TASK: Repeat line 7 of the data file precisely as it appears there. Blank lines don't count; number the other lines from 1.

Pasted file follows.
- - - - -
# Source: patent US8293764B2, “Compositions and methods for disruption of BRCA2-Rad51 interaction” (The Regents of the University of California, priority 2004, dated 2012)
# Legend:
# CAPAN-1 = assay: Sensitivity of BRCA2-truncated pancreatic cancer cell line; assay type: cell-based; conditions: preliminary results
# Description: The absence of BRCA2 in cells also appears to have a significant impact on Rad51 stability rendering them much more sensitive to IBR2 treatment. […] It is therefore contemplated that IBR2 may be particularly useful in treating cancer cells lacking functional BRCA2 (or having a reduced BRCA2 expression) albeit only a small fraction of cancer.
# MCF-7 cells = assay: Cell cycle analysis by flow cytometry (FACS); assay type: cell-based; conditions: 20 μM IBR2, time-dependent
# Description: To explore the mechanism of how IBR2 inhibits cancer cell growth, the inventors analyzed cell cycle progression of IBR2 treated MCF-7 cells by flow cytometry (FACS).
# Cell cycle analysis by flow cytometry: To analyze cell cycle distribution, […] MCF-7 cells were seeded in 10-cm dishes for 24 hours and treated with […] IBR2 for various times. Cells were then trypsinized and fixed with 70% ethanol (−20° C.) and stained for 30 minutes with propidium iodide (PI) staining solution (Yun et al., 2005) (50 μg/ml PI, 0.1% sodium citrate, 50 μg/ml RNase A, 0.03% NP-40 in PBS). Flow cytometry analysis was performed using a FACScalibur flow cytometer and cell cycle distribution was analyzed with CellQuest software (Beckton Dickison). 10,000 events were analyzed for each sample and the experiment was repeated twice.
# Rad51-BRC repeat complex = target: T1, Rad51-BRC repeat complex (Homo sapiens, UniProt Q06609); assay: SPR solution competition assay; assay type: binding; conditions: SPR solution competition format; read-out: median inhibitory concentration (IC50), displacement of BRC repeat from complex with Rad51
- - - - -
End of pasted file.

# Cell cycle analysis by flow cytometry: To analyze cell cycle distribution, […] MCF-7 cells were seeded in 10-cm dishes for 24 hours and treated with […] IBR2 for various times. Cells were then trypsinized and fixed with 70% ethanol (−20° C.) and stained for 30 minutes with propidium iodide (PI) staining solution (Yun et al., 2005) (50 μg/ml PI, 0.1% sodium citrate, 50 μg/ml RNase A, 0.03% NP-40 in PBS). Flow cytometry analysis was performed using a FACScalibur flow cytometer and cell cycle distribution was analyzed with CellQuest software (Beckton Dickison). 10,000 events were analyzed for each sample and the experiment was repeated twice.